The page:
A couple of weeks back, I asked about everyone’s biggest environmental or societal fear, and I’ve found myself in a lot of related conversations since then. I started to do a little research on the most common modes of preparation for the worst, and realized two things: first, I had done most of this research already; and two, I was beginning to feel old feelings that made me tremendously uncomfortable.

People can often be put into binary equations – either you’re a cat person or dog person, you’re a narcissist or a neurotic, you’re an alcoholic or you just don’t get addicted. I’d add another such equation to the picture: some of you are inexorably drawn toward apocalyptic thinking, and the rest of you don’t see the point. I speak as someone who had been the former, but made great pains to become the latter.

When I say this, I’m drawing a distinction between those who want to be somewhat prepared for any eventuality, and those who have low-level, chronic End of Society scenarios playing out in their heads. It may sound like a rare condition, but believe me, there are way more people walking around with the weight of world-wide worry on their heads than you think.

For today, I’m going to keep this pretty general, but I’d like to say something about modern Apocalysm: it’s not worth it. No good can come of it. You may think you’re getting yourself prepared, but all you’re really doing is feeding an addiction. Something about the world falling apart resonates with something deep and broken in yourself, and I should know, because I’m guilty of it all.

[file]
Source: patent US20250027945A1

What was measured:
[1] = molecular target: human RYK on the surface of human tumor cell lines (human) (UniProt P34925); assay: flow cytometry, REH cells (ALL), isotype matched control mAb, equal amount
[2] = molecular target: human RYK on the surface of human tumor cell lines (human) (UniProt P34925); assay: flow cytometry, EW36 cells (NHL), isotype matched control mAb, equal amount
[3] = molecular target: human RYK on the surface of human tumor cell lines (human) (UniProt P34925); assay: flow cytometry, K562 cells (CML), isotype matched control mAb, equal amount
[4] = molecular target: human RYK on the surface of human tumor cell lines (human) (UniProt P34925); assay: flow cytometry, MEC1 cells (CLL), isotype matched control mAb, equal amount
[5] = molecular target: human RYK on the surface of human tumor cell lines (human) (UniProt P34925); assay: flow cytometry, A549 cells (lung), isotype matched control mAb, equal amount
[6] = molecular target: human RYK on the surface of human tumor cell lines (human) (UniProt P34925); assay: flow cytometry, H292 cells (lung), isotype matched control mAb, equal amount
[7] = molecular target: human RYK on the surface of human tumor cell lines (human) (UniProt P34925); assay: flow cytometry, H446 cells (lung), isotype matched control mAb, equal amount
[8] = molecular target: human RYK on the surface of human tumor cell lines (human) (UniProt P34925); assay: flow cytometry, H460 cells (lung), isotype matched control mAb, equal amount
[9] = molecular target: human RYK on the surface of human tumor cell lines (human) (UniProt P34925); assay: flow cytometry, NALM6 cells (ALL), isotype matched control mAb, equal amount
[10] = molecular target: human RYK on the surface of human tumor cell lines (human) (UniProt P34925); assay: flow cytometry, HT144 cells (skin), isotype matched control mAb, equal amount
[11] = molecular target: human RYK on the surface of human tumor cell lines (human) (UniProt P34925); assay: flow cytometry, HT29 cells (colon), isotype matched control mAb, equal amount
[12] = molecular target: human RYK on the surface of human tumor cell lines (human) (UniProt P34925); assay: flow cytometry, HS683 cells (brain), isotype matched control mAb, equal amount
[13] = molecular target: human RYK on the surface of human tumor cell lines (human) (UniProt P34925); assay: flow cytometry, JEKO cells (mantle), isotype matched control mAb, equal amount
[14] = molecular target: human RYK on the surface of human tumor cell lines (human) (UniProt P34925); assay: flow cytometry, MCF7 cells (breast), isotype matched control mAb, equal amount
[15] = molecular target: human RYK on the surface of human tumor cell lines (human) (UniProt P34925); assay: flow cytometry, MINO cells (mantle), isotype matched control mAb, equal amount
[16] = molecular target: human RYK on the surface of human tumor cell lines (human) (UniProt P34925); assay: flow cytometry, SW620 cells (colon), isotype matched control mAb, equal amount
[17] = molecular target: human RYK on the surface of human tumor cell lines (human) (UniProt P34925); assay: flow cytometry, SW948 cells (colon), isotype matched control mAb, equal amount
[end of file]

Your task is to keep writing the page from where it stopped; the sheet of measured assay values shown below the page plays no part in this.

Sure enough, I’ll write a blog with all the disaster preparedness and scenario management work we’ve done, but for now, this is what I’ve learned over the last decade:

• Researching your greatest fear only feeds the beast. I used to believe that as long as I scoured the internet for more information on my darkest inklings, I would gain power over them. I read every report on my subject (my bête noir was loose nukes, but yours could be superviruses, tsunamis, phthalates, Big Oil, the Mayan calendar, Republicans, or god knows what) and with each discovery, no matter how consoling or worrying, I would go deeper down the rabbit hole.

One of the smartest things any therapist has ever told me is this: “erase your bookmarks.” And I did. I stopped reading all that shit, and within days much of the black hue of hopelessness lifted. I took a vacation from it, and never went back. Guess what happened while I stopped obsessing about it… nothing.

• Besides, you’re getting shitty information anyway. There is no such thing as a disinterested, impartial source. For anything. The only place on earth that has no agenda is The Weather Channel. Every other source for your information has a vested interest in either keeping you scared, or keeping you sedated. The kicker? By your very nature, you have a vested interest in keeping yourself scared (or sedated).

• Casual apocalysm is a luxury for the childless. My brother Steve and I were talking on a long car trip last weekend, and his personal worry is of a global-currency-failure-thus-capitalism-disintegrates variety. I don’t mean to trivialize his theories, and mock his anxiety, but I do occasionally need to tell him that I just can’t worry about some things anymore.